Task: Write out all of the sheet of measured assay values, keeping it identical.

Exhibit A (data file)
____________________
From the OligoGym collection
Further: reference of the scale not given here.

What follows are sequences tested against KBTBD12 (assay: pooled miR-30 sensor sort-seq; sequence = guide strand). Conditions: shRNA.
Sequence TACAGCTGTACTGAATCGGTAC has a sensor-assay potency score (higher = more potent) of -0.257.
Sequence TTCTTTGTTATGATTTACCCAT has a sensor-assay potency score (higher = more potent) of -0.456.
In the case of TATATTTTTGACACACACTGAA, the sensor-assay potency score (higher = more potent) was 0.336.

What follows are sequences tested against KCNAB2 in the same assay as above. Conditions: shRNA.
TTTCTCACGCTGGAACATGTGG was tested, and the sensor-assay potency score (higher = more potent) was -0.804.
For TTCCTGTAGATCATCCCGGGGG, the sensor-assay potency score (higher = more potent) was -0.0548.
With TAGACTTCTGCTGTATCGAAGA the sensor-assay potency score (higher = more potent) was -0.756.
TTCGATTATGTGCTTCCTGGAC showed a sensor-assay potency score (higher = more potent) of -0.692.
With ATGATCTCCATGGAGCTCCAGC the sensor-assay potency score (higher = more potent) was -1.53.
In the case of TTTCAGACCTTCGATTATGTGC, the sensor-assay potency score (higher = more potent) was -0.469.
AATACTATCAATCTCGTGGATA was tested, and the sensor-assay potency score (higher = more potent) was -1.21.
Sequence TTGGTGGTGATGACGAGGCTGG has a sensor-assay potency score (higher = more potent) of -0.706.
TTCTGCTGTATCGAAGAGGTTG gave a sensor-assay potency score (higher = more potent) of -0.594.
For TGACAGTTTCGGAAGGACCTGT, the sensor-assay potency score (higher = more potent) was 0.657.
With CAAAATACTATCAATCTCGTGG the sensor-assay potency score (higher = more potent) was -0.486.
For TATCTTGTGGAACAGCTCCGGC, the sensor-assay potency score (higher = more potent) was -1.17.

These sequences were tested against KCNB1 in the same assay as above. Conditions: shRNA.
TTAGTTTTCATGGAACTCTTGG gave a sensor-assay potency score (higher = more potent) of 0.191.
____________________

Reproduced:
From the OligoGym collection
Further: reference of the scale not given here.

What follows are sequences tested against KBTBD12 (assay: pooled miR-30 sensor sort-seq; sequence = guide strand). Conditions: shRNA.
Sequence TACAGCTGTACTGAATCGGTAC has a sensor-assay potency score (higher = more potent) of -0.257.
Sequence TTCTTTGTTATGATTTACCCAT has a sensor-assay potency score (higher = more potent) of -0.456.
In the case of TATATTTTTGACACACACTGAA, the sensor-assay potency score (higher = more potent) was 0.336.

What follows are sequences tested against KCNAB2 in the same assay as above. Conditions: shRNA.
TTTCTCACGCTGGAACATGTGG was tested, and the sensor-assay potency score (higher = more potent) was -0.804.
For TTCCTGTAGATCATCCCGGGGG, the sensor-assay potency score (higher = more potent) was -0.0548.
With TAGACTTCTGCTGTATCGAAGA the sensor-assay potency score (higher = more potent) was -0.756.
TTCGATTATGTGCTTCCTGGAC showed a sensor-assay potency score (higher = more potent) of -0.692.
With ATGATCTCCATGGAGCTCCAGC the sensor-assay potency score (higher = more potent) was -1.53.
In the case of TTTCAGACCTTCGATTATGTGC, the sensor-assay potency score (higher = more potent) was -0.469.
AATACTATCAATCTCGTGGATA was tested, and the sensor-assay potency score (higher = more potent) was -1.21.
Sequence TTGGTGGTGATGACGAGGCTGG has a sensor-assay potency score (higher = more potent) of -0.706.
TTCTGCTGTATCGAAGAGGTTG gave a sensor-assay potency score (higher = more potent) of -0.594.
For TGACAGTTTCGGAAGGACCTGT, the sensor-assay potency score (higher = more potent) was 0.657.
With CAAAATACTATCAATCTCGTGG the sensor-assay potency score (higher = more potent) was -0.486.
For TATCTTGTGGAACAGCTCCGGC, the sensor-assay potency score (higher = more potent) was -1.17.

These sequences were tested against KCNB1 in the same assay as above. Conditions: shRNA.
TTAGTTTTCATGGAACTCTTGG gave a sensor-assay potency score (higher = more potent) of 0.191.